A new voice for labour in a world of precarious work

By Sara Mojtehedzadeh

The Toronto Star

There’s no easy way to summarize what 26-year-old Joan Lillian Wilson does for a living, other than to say it involves a lot of slashes: graphic designer/photographer/activist. Part-time/contract/volunteer. No union/benefits/pension.

Sound familiar? Then you, too, might be a part of the city’s invisible workforce. It’s composed of independent contractors, part-time employees, self-employed entrepreneurs, and creative types — a hitherto disparate group that Toronto activists are now seeking to unite. 

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Robert-Falcon Ouellette’s petition to study basic income marked by his own childhood

By Roderick Benns

As a youth growing up in Calgary, Robert-Falcon Ouellette remembers being inspired by the 1988 Olympics. Ouellette’s parents struggled financially, and his father was in and out of the picture. But his mother managed enough money so he could enjoy swimming at the City pool where he took to the water “like a fish.”

“I was there as much as possible – I just loved every minute of it,” says Ouellette, who is now Member of Parliament for Winnipeg Centre.

“Until one day a coach spotted me and invited me to join the University of Calgary swim team.”

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Unpredictable employment spreads to white-collar jobs once considered realms of stability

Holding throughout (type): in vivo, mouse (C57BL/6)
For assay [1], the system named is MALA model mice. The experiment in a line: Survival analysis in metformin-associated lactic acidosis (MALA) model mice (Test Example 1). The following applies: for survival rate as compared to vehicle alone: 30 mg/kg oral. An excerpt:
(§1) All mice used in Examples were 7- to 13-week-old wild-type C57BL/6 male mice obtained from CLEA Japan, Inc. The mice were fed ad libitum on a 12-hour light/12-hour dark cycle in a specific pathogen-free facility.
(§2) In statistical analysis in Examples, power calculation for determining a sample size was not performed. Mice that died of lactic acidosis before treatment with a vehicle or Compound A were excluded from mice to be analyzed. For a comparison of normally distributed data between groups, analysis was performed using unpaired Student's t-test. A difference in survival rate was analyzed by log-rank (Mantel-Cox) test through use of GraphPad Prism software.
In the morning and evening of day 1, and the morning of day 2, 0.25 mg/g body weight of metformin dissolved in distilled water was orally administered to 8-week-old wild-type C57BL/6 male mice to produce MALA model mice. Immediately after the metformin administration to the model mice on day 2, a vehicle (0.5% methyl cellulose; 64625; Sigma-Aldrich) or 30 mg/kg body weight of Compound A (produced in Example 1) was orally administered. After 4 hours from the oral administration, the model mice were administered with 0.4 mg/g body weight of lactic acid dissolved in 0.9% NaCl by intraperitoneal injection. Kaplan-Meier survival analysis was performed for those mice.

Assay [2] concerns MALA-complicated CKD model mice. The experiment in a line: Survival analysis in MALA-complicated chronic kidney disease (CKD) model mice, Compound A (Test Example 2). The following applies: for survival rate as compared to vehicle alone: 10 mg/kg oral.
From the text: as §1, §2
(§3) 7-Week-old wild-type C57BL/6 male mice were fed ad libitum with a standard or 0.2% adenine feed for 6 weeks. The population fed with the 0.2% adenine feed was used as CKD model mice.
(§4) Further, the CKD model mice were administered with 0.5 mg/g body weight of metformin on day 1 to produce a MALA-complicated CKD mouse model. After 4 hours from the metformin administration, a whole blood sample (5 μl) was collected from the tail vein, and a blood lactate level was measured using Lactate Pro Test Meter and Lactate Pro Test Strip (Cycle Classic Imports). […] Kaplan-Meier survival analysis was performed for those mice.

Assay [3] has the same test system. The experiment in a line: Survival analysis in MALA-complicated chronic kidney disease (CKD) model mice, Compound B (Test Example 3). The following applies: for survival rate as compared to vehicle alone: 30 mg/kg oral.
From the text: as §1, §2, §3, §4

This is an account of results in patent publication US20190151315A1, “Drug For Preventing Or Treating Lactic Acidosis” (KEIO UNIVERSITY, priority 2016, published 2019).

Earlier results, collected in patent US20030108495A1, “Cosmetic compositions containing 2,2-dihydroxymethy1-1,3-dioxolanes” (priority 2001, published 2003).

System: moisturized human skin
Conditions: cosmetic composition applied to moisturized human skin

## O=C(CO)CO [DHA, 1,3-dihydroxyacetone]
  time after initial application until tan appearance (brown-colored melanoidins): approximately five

The Canadian Press (CBC News)

They're part-time employees without health benefits or pensions who work split shifts at a number of different locations each week. From one paycheque to the next, their income fluctuates, as do their hours.

These aren't workers hustling behind fast-food counters or holding down other McJobs. They're aspiring librarians, often with at least one master's degree.

A university degree is not a get-out-of-jail-free card from the perils of insecure employment. Precarious work, often associated with service-sector jobs, is spreading to jobs that were once considered realms of stable employment with benefits and pensions to boot.

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Small business would benefit under Basic Income: Sylvain Henry

Roderick Benns recently interviewed Sylvain Henry, a trained biochemist, inventor, and recruiter who is trying to create new opportunities for the Canadian business community with his 10-week ‘business trek.’

Benns: Tell us a little about your business trek.

Henry: Businesstrek is a 10-week bus trek across Canada to “blaze a trail for business tourism” that will boost the Canadian economy from the ground up. The primary goal of the trek is to discover, attract and create new opportunities for Canadian businesses and individuals, and then share this bounty online and during these travels.

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Improving capitalism: the promise of a basic income guarantee